Govs frustrating fight against GBV, says CSO
Women Advocates Research and Documentation Centre (WARDC) has accused state governors of frustrating the fight against Gender-Based Violence (GBV) in the country.
The Civil Society Organisation (CSO) attributed the rising cases of violence against women in the country to lack of commitment by governors to tackle the menace.
Executive Director of WARDC, Dr. Abiola Afolabi, stated this yesterday at a retreat for members of Borno State House of Assembly on Violence Against Persons Prohibition (VAPP) bill in Abuja.
Afolabi regretted that despite the growing violence against women, children and men, many states had not seen reasons to make the VAPP bill a priority.
The VAPP bill, which was passed into law in 2015, prohibits all forms of GBV, including genital mutilation, forceful ejection from the home and harmful widowhood practices.
She lamented that the bill, which had been passed into law by only 18 states, was not being implemented effectively, adding that lack of awareness on part of lawmakers in the Houses of Assembly was also responsible for the low priority given to the bill.
Afolabi said: “We noticed positive changes in some states where the law has been passed like Ekiti and Lagos. But in most states like Ogun, Oyo, Bauchi, it is still just law; the implementation level is still very low.”
“Some Houses of Assembly debated this bill and found it worthy by passing it. It is now the duty of the executive to activate the law. But from what we are seeing, it is the executive that is slowing down the implementation of the law, which also might be as a result of funding. At the state level, budgets for women and children are always the lowest, and if you pass a law like this, you need to increase their budget to make the law effective. The bulk, therefore, is on the table of the executive.”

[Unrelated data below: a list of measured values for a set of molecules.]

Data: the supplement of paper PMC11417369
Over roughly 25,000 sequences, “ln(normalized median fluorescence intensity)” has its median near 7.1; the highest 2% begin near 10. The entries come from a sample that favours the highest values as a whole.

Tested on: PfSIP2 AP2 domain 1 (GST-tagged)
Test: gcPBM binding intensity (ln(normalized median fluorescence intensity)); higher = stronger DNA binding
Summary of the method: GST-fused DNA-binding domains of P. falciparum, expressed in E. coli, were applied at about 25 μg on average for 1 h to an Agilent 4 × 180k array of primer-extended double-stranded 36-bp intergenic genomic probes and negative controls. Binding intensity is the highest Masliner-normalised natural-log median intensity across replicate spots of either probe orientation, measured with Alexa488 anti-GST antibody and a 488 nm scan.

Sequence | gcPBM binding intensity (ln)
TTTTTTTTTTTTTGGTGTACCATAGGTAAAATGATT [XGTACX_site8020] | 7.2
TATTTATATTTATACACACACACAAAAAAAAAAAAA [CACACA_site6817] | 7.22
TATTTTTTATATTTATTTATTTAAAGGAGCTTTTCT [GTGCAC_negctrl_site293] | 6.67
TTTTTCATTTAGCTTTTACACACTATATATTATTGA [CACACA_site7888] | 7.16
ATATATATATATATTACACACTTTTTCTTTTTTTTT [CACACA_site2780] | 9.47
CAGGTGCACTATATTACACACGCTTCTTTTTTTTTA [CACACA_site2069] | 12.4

Lending support to Afolabi’s position, Borno Speaker, Abdulkarim Lawan, assured that the house would critically debate the bill and ensure its quick passage.
He, however, tasked stakeholders to prevail on governors to assent to the bill when passed by lawmakers.
“When you pass a private bill such as this, governors would not likely give assent to it. This is the complaint we always receive from our colleagues in other states. You need to engage the governors on the need to sign the bill when passed.
“For instance, the current assembly in Borno has passed about 25 bills, 20 are executive, while five are private. But only the 20 executive bills have been assented to by the governor, even as he promised to assent to the remaining five. We also have problems vetoing bills in order to avoid fracas with the executive,” he stated.
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